SOA experts: Learn to speak business

The next major hurdle for enterprise architecture is convincing agency managers that it solves business problems

For service-oriented architecture to succeed, information technology professionals must understand the business needs of their agencies’ organizations and learn to talk about the benefits of SOA in business terms, say federal managers with recent experience.

Speaking March 27 at a breakfast hosted by the Bethesda, Md., chapter of AFCEA International, a panel of federal officials emphasized the importance of this type of communication.

Avi Bender, director of enterprise architecture at the Treasury Department, said any discussion about SOA should take place in the context of a business unit’s needs.

“It has to be in the background,” he said.

Potential beneficiaries of SOA won’t ask about the technological innovations or the fundamental structure of the system, said Carolyn Sanders, chief enterprise architect and chief technology officer at the Citizenship and Immigration Services Agency.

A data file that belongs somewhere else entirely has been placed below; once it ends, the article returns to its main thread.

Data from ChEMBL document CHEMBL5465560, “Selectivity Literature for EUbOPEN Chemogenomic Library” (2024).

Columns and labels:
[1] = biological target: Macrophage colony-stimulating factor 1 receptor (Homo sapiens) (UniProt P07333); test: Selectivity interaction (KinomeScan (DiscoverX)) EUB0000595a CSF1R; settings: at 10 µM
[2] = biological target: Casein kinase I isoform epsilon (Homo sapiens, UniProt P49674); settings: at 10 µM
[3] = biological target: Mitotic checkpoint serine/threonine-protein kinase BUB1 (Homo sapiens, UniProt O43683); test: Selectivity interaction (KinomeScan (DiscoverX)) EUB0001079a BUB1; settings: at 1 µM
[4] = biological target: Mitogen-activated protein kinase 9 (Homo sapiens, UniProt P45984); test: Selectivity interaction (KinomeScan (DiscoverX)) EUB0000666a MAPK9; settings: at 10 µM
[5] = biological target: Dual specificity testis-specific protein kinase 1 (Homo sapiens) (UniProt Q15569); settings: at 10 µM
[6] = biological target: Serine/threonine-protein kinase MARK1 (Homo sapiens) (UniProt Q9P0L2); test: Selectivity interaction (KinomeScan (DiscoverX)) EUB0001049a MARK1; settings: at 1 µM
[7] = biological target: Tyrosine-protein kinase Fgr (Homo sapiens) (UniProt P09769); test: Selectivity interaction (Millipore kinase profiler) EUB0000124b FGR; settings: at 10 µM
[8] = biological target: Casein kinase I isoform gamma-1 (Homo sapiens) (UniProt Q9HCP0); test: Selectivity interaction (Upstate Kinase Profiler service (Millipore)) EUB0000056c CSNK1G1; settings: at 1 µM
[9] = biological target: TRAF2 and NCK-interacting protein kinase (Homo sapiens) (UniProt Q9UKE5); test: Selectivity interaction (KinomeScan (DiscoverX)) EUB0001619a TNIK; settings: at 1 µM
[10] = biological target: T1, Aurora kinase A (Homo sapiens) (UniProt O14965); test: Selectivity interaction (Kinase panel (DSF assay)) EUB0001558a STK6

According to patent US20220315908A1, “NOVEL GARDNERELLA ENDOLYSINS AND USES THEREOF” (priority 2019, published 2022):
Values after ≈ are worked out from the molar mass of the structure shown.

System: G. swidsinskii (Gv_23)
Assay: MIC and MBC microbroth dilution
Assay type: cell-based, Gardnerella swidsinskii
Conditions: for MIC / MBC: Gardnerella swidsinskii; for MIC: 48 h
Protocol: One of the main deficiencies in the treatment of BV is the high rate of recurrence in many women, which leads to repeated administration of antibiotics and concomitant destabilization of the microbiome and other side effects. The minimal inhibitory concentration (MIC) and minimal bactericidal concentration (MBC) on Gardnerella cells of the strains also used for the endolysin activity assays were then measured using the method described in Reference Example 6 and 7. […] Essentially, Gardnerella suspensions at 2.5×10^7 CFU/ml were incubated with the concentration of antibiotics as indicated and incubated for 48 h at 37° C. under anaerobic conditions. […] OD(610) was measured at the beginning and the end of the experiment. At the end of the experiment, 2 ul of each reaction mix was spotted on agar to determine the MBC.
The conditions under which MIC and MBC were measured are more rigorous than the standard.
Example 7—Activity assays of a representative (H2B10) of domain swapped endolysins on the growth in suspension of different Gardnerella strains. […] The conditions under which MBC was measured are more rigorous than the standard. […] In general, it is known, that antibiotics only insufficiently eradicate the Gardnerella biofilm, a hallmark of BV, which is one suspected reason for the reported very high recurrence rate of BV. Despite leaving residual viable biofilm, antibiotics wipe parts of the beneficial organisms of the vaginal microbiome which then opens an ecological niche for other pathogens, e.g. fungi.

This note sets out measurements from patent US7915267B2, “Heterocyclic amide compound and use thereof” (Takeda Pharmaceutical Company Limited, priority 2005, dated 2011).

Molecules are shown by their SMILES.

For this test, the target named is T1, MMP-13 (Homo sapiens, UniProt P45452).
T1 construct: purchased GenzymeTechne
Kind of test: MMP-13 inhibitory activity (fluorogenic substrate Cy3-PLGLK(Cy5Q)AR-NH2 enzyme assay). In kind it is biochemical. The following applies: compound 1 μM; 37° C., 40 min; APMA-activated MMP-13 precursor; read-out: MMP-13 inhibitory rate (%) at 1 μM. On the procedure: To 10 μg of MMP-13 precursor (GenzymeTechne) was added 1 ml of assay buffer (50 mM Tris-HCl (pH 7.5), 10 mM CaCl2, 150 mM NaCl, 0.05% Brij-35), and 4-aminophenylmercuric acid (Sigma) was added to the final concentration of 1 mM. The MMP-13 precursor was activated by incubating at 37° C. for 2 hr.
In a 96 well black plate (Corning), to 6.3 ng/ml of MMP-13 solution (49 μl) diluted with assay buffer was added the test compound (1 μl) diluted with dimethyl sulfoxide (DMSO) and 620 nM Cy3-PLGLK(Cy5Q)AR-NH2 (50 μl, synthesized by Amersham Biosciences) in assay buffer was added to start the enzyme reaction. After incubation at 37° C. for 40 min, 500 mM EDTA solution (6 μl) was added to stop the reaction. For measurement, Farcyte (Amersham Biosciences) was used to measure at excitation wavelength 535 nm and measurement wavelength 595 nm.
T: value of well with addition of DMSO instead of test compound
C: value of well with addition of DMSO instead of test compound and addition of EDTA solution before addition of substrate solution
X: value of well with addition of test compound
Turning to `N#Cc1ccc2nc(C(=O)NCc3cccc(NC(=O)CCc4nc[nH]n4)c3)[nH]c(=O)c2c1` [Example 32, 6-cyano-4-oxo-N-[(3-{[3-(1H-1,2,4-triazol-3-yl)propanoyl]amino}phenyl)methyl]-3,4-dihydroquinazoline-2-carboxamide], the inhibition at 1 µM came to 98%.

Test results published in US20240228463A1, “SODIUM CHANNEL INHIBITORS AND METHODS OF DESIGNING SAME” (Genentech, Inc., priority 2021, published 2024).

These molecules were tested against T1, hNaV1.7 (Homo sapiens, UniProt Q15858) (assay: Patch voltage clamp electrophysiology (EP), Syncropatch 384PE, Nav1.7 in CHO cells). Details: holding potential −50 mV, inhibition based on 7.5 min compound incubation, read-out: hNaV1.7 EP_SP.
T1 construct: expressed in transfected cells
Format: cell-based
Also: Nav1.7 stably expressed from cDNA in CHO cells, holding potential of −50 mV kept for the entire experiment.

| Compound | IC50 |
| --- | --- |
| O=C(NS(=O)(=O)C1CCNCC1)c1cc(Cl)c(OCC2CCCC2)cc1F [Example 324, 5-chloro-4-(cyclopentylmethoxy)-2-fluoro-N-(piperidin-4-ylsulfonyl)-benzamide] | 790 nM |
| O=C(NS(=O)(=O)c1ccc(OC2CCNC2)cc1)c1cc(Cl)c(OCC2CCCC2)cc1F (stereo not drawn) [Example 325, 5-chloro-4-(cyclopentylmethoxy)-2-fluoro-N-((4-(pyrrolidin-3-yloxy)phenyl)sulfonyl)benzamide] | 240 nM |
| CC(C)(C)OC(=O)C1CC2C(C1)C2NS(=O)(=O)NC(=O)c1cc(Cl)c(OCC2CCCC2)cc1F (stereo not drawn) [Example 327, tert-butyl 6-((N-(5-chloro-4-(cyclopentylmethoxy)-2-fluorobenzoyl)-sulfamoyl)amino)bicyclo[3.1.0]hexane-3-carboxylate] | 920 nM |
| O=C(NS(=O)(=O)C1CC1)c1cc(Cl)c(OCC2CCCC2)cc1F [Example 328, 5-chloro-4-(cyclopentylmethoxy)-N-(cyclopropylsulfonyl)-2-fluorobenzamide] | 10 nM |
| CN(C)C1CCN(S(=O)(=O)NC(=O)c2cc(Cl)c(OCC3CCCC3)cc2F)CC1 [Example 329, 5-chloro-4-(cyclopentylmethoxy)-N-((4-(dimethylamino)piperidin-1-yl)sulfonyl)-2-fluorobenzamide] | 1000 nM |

The question potential users always have is, “How does it help me do my job better?” she said.

“We don’t emphasize enough the business,” said Daud Santosa, CTO at the Interior Department’s National Business Center. “There’s too much jargon.”

Speaking to an audience comprised primarily of contractors, panelists emphasized that vendors have the same factors in play. They, too, sell to customers who are impressed more by solved problems than by flashy technology.

“It’s up to the vendors to not just sell us an order of widgets,” Bender said. 

About the Author

Technology journalist Michael Hardy is a former FCW editor.

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